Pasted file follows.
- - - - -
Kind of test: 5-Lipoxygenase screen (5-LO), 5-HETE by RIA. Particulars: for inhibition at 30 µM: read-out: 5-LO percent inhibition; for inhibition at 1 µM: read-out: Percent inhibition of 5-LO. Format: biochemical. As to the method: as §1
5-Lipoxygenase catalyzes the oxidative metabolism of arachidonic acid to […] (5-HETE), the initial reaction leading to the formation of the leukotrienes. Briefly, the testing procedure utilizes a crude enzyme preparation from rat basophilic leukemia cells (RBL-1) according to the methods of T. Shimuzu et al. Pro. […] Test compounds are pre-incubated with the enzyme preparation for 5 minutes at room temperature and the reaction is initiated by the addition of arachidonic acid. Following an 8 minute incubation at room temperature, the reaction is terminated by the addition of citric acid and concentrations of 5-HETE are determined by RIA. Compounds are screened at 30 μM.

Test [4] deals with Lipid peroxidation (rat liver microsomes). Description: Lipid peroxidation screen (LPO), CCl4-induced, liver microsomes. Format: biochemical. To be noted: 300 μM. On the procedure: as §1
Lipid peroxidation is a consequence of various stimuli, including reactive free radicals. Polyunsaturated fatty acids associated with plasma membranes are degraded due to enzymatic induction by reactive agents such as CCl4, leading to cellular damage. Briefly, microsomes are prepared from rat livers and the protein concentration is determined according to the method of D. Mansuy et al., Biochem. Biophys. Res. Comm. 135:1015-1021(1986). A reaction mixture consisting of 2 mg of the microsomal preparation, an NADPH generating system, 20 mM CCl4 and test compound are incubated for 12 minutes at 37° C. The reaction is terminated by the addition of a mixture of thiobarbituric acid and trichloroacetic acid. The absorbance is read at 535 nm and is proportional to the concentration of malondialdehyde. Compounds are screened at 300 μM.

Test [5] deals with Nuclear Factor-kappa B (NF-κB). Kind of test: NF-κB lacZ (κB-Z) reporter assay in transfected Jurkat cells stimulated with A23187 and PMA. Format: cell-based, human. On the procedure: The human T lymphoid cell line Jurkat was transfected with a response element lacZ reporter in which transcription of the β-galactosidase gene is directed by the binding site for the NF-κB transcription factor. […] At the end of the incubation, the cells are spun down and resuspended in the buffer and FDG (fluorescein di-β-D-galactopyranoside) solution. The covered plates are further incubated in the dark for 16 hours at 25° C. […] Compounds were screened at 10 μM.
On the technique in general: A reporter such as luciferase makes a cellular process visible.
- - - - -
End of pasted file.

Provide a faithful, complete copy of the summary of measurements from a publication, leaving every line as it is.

Kind of test: 5-Lipoxygenase screen (5-LO), 5-HETE by RIA. Particulars: for inhibition at 30 µM: read-out: 5-LO percent inhibition; for inhibition at 1 µM: read-out: Percent inhibition of 5-LO. Format: biochemical. As to the method: as §1
5-Lipoxygenase catalyzes the oxidative metabolism of arachidonic acid to […] (5-HETE), the initial reaction leading to the formation of the leukotrienes. Briefly, the testing procedure utilizes a crude enzyme preparation from rat basophilic leukemia cells (RBL-1) according to the methods of T. Shimuzu et al. Pro. […] Test compounds are pre-incubated with the enzyme preparation for 5 minutes at room temperature and the reaction is initiated by the addition of arachidonic acid. Following an 8 minute incubation at room temperature, the reaction is terminated by the addition of citric acid and concentrations of 5-HETE are determined by RIA. Compounds are screened at 30 μM.

Test [4] deals with Lipid peroxidation (rat liver microsomes). Description: Lipid peroxidation screen (LPO), CCl4-induced, liver microsomes. Format: biochemical. To be noted: 300 μM. On the procedure: as §1
Lipid peroxidation is a consequence of various stimuli, including reactive free radicals. Polyunsaturated fatty acids associated with plasma membranes are degraded due to enzymatic induction by reactive agents such as CCl4, leading to cellular damage. Briefly, microsomes are prepared from rat livers and the protein concentration is determined according to the method of D. Mansuy et al., Biochem. Biophys. Res. Comm. 135:1015-1021(1986). A reaction mixture consisting of 2 mg of the microsomal preparation, an NADPH generating system, 20 mM CCl4 and test compound are incubated for 12 minutes at 37° C. The reaction is terminated by the addition of a mixture of thiobarbituric acid and trichloroacetic acid. The absorbance is read at 535 nm and is proportional to the concentration of malondialdehyde. Compounds are screened at 300 μM.

Test [5] deals with Nuclear Factor-kappa B (NF-κB). Kind of test: NF-κB lacZ (κB-Z) reporter assay in transfected Jurkat cells stimulated with A23187 and PMA. Format: cell-based, human. On the procedure: The human T lymphoid cell line Jurkat was transfected with a response element lacZ reporter in which transcription of the β-galactosidase gene is directed by the binding site for the NF-κB transcription factor. […] At the end of the incubation, the cells are spun down and resuspended in the buffer and FDG (fluorescein di-β-D-galactopyranoside) solution. The covered plates are further incubated in the dark for 16 hours at 25° C. […] Compounds were screened at 10 μM.
On the technique in general: A reporter such as luciferase makes a cellular process visible.